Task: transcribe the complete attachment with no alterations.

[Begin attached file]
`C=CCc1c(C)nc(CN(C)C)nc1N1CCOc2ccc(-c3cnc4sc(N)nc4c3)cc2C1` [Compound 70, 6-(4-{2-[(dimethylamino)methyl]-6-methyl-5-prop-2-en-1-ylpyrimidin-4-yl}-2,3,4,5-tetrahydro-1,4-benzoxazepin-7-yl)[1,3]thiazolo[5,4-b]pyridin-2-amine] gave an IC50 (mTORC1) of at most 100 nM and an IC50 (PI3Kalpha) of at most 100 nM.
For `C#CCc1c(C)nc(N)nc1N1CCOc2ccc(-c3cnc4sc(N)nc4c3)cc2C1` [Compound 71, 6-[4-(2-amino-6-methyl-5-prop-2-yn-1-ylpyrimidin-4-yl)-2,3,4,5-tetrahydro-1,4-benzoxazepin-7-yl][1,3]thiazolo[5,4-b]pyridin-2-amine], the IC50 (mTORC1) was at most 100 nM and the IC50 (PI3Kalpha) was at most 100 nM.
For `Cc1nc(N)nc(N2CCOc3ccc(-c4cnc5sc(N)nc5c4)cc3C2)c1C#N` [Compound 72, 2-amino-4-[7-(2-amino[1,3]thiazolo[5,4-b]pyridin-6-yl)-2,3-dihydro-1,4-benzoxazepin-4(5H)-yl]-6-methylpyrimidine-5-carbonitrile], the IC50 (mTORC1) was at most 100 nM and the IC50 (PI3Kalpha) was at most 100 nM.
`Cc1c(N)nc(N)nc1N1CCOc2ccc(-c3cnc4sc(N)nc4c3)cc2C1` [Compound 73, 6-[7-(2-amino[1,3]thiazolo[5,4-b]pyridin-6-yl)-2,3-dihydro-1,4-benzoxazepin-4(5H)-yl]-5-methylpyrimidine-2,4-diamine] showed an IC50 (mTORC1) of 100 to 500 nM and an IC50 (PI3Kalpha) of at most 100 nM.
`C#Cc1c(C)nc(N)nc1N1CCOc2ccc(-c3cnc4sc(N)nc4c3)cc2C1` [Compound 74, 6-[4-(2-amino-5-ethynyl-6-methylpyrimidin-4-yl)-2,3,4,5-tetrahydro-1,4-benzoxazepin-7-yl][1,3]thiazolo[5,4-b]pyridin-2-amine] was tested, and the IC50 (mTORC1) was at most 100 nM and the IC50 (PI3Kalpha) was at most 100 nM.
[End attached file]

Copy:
`C=CCc1c(C)nc(CN(C)C)nc1N1CCOc2ccc(-c3cnc4sc(N)nc4c3)cc2C1` [Compound 70, 6-(4-{2-[(dimethylamino)methyl]-6-methyl-5-prop-2-en-1-ylpyrimidin-4-yl}-2,3,4,5-tetrahydro-1,4-benzoxazepin-7-yl)[1,3]thiazolo[5,4-b]pyridin-2-amine] gave an IC50 (mTORC1) of at most 100 nM and an IC50 (PI3Kalpha) of at most 100 nM.
For `C#CCc1c(C)nc(N)nc1N1CCOc2ccc(-c3cnc4sc(N)nc4c3)cc2C1` [Compound 71, 6-[4-(2-amino-6-methyl-5-prop-2-yn-1-ylpyrimidin-4-yl)-2,3,4,5-tetrahydro-1,4-benzoxazepin-7-yl][1,3]thiazolo[5,4-b]pyridin-2-amine], the IC50 (mTORC1) was at most 100 nM and the IC50 (PI3Kalpha) was at most 100 nM.
For `Cc1nc(N)nc(N2CCOc3ccc(-c4cnc5sc(N)nc5c4)cc3C2)c1C#N` [Compound 72, 2-amino-4-[7-(2-amino[1,3]thiazolo[5,4-b]pyridin-6-yl)-2,3-dihydro-1,4-benzoxazepin-4(5H)-yl]-6-methylpyrimidine-5-carbonitrile], the IC50 (mTORC1) was at most 100 nM and the IC50 (PI3Kalpha) was at most 100 nM.
`Cc1c(N)nc(N)nc1N1CCOc2ccc(-c3cnc4sc(N)nc4c3)cc2C1` [Compound 73, 6-[7-(2-amino[1,3]thiazolo[5,4-b]pyridin-6-yl)-2,3-dihydro-1,4-benzoxazepin-4(5H)-yl]-5-methylpyrimidine-2,4-diamine] showed an IC50 (mTORC1) of 100 to 500 nM and an IC50 (PI3Kalpha) of at most 100 nM.
`C#Cc1c(C)nc(N)nc1N1CCOc2ccc(-c3cnc4sc(N)nc4c3)cc2C1` [Compound 74, 6-[4-(2-amino-5-ethynyl-6-methylpyrimidin-4-yl)-2,3,4,5-tetrahydro-1,4-benzoxazepin-7-yl][1,3]thiazolo[5,4-b]pyridin-2-amine] was tested, and the IC50 (mTORC1) was at most 100 nM and the IC50 (PI3Kalpha) was at most 100 nM.